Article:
I wouldn’t say that I have a favourite genre - I enjoy watching all sorts of movies, even those that people would consider being “bad” films. I’m also quite fortunate to be from Thailand because there are lots of good directors there. One director I had the privilege of meeting is Suthon Petchsuwan, who was kind enough to let me shadow him on set when I was around 16/17 years old. This was a formative experience for me, and I try to do the same for the students that intern with me.
Outside of Thailand, I also really enjoy the films made by director Jean-Luc Godard for his portrayal of strong women.
Koo: I like to use cooking as an analogy for the process of video production. Pre-production is like food preparation, where ingredients are sourced and prepared for cooking. Production is like cooking, so to speak, and post-production lastly is where we taste the food and adjust for seasoning and presentation. Most people tend to look at each stage as three separate processes, but they’re all very much connected.
“If you don’t pay attention to pre-production, then your production won’t be any good. Likewise, if you don’t pay attention during production on set, then your post-production won’t be any good.”
My advice to any director is to focus on pre-production and make sure you cover all your bases. Going back to the cooking analogy - if you know what ingredients to use, then there’s not much that can go wrong during cooking. Likewise while on set, if you get all the good shots, then your post-production team doesn’t have to work so hard to make your film look good - it’s all connected.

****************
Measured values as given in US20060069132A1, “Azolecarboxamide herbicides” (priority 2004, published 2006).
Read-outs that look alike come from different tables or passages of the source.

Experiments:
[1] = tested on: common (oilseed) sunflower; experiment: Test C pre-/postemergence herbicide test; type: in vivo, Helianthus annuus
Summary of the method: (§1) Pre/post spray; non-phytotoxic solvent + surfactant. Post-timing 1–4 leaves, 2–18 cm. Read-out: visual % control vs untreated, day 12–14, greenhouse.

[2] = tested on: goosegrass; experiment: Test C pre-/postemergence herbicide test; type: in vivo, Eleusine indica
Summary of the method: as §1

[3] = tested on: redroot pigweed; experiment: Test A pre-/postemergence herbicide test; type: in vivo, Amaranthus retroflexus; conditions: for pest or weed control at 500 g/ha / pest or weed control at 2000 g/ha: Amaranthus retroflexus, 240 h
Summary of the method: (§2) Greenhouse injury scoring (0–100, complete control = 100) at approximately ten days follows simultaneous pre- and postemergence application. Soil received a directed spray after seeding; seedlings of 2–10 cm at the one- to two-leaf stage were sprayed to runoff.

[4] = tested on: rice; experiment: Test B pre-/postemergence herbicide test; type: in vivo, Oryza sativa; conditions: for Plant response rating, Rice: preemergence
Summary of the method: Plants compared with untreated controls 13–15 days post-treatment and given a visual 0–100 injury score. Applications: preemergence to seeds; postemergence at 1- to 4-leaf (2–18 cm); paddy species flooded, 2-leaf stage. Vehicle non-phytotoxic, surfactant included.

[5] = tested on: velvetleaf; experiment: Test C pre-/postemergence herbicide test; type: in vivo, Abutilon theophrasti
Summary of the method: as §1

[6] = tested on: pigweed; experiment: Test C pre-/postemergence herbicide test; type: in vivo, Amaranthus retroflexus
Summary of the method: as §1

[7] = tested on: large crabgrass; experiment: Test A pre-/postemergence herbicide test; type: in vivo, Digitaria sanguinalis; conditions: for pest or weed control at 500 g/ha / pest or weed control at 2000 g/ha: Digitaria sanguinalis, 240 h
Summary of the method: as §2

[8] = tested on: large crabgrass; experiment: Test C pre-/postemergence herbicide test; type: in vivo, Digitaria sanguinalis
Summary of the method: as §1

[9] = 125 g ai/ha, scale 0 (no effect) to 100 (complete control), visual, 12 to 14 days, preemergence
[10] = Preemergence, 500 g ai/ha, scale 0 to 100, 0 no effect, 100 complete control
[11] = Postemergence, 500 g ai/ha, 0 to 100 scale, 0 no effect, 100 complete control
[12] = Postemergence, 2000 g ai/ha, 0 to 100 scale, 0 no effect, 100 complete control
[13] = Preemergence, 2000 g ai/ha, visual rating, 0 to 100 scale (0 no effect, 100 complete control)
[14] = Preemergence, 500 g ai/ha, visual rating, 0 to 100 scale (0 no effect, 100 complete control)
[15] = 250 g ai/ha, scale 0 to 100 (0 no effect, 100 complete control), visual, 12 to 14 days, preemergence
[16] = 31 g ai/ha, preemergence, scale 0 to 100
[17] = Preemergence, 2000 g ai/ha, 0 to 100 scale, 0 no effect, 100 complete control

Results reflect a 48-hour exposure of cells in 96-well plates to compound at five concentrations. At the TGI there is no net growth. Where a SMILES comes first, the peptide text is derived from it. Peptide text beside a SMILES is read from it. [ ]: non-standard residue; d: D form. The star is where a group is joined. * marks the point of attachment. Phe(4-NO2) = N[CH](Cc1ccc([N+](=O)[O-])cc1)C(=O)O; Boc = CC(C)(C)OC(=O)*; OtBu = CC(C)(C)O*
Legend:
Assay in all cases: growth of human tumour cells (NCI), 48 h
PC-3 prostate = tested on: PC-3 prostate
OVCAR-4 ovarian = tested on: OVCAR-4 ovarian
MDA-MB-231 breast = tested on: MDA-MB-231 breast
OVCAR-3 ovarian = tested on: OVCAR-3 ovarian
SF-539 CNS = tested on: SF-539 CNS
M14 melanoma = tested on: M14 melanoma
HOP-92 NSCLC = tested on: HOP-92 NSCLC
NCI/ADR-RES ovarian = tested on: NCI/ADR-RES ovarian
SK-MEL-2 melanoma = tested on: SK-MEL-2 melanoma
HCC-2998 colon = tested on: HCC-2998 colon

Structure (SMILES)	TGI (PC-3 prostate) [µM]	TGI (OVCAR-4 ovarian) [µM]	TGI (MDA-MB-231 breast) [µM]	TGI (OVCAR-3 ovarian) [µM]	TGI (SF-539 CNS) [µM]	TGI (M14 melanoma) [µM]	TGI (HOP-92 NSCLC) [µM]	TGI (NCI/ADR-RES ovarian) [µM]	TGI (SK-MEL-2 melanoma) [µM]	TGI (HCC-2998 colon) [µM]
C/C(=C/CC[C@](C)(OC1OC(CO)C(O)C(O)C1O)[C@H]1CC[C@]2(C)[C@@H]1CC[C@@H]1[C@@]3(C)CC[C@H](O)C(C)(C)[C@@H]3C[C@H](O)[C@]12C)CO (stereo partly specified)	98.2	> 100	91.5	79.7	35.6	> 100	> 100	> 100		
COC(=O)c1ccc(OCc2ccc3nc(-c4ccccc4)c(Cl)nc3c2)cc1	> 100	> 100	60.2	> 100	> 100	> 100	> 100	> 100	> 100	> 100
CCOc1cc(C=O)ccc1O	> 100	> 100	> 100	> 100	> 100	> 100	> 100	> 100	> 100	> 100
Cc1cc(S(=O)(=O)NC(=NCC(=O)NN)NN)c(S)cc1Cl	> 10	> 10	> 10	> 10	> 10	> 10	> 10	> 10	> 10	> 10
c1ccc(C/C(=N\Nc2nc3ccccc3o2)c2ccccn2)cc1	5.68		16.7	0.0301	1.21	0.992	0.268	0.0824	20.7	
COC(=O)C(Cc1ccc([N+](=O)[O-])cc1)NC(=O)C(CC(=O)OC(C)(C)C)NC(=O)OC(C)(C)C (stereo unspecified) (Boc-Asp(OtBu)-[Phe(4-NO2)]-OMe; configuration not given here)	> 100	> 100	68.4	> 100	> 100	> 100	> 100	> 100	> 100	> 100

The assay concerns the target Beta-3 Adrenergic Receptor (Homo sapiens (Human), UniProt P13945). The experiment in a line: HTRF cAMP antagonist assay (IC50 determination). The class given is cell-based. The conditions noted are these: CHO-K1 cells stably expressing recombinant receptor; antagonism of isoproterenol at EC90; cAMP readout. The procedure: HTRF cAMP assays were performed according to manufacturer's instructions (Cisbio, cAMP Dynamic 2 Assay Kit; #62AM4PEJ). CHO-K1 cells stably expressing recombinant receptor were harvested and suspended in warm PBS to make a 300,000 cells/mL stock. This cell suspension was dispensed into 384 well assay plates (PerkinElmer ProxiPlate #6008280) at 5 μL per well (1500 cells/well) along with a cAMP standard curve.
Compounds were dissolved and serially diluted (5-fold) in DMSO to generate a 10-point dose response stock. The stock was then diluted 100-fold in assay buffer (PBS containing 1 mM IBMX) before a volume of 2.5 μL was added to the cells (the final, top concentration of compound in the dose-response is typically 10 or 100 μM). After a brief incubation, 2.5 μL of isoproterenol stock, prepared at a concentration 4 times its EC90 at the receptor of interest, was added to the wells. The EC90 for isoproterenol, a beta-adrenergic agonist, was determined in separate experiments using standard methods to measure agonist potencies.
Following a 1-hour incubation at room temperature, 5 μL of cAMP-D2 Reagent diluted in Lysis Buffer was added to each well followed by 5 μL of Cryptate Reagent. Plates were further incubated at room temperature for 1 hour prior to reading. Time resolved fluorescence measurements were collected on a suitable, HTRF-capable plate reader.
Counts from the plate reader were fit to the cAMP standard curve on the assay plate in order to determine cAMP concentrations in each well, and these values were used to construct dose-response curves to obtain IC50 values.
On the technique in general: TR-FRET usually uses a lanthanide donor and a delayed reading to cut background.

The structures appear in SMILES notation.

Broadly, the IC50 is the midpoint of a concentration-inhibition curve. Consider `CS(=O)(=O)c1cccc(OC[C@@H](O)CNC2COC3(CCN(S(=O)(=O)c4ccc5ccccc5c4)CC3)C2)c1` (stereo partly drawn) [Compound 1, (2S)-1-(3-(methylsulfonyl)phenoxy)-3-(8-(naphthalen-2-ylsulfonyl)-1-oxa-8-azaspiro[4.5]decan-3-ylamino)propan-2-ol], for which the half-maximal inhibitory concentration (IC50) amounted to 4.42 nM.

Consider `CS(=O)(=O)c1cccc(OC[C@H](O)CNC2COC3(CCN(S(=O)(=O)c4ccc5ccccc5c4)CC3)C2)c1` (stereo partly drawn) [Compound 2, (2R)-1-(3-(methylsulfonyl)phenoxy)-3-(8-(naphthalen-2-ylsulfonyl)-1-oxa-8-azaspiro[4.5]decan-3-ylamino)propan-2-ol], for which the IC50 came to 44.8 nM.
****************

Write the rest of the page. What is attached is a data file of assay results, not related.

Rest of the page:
At the end of the day, all that hard work means nothing if no one wants to eat the food you’ve cooked. The goal is to do a good job and serve a dish that keeps clients wanting to come back for more.
Ming: In your opinion, what’s the best way for someone to become a film director?
Koo: If you want to be a filmmaker, you have to start today. Use whatever means you have at your disposal to tell a story. Take out your smartphone and film something. Share it with friends and family. Be adventurous - get yourself out there and test the water. Write a script and read it out loud to somebody. Practice how you tell a story.
I see lots of people who are too scared to put themselves out there, and it holds them back from doing good work. Everyone is unique with their own strengths and stories to tell. Find your voice, put yourself out there and see what comes out of it. Dare to make mistakes - that’s my secret to success.
Ming: What advice would you have given to yourself 10-15 years ago when you were still coming up as a film director?
Koo: I’d tell myself not to wait and start working. Film directing is like any other craft - it takes time to learn and get good at it. If I had started at a younger age, I’m sure I would have progressed much further at this point in time.
Ming: Lastly, how has the pandemic affected you as a film director, and where do you see yourself in 3-5 years?
The pandemic has certainly taken away a lot of privileges that we used to have, and I’ve learnt not to take things for granted. Since we have to work around more limitations, I’ve learnt to become more focused and pay more attention to the smaller details that we used to overlook.
In terms of the future, I’m looking to work on any project that involves helping people. Whether it’s a documentary or a feature film, it doesn’t have to be on any particular topic, as long as it’s a good story to tell that’s also meaningful to society.